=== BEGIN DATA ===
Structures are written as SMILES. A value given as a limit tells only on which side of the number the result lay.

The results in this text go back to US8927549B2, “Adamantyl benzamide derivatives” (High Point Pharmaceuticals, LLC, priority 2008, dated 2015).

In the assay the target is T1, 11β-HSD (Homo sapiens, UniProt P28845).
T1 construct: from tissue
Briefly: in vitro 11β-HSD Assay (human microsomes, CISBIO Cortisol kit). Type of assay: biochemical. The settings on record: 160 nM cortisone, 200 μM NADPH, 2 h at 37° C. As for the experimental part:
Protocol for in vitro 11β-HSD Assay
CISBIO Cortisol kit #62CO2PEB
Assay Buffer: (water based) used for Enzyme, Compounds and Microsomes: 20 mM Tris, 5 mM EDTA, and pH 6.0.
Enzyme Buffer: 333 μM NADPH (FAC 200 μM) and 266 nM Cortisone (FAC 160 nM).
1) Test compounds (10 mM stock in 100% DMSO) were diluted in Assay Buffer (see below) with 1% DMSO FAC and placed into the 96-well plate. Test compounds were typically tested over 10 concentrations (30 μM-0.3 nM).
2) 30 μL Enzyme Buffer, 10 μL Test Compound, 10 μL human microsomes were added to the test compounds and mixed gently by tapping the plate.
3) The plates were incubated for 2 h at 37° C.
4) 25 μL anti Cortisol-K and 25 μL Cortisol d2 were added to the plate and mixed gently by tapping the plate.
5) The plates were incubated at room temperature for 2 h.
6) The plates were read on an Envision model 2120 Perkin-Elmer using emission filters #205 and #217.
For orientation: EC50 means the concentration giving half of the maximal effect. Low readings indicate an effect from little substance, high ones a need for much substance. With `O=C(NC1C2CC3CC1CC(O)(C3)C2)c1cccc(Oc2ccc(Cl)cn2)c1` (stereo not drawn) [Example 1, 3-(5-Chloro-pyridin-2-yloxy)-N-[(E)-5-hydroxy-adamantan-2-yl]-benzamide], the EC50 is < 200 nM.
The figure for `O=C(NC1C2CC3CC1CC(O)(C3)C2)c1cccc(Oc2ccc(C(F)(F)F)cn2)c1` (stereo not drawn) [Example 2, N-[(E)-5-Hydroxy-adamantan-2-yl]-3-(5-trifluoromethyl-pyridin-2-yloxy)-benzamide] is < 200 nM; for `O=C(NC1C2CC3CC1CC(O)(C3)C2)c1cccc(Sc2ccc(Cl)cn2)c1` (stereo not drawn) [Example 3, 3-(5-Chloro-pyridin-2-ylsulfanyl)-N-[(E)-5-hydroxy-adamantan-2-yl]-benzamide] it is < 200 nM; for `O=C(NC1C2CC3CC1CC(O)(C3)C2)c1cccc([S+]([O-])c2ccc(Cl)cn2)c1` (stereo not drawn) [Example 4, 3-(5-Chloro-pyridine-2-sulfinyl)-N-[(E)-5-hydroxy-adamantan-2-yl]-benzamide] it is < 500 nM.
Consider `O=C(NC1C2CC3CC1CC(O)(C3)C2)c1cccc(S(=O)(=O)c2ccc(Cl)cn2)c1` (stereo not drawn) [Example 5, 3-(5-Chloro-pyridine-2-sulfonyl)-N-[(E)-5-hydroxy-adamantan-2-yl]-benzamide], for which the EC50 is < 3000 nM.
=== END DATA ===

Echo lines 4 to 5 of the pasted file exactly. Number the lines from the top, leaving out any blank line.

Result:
T1 construct: from tissue
Briefly: in vitro 11β-HSD Assay (human microsomes, CISBIO Cortisol kit). Type of assay: biochemical. The settings on record: 160 nM cortisone, 200 μM NADPH, 2 h at 37° C. As for the experimental part: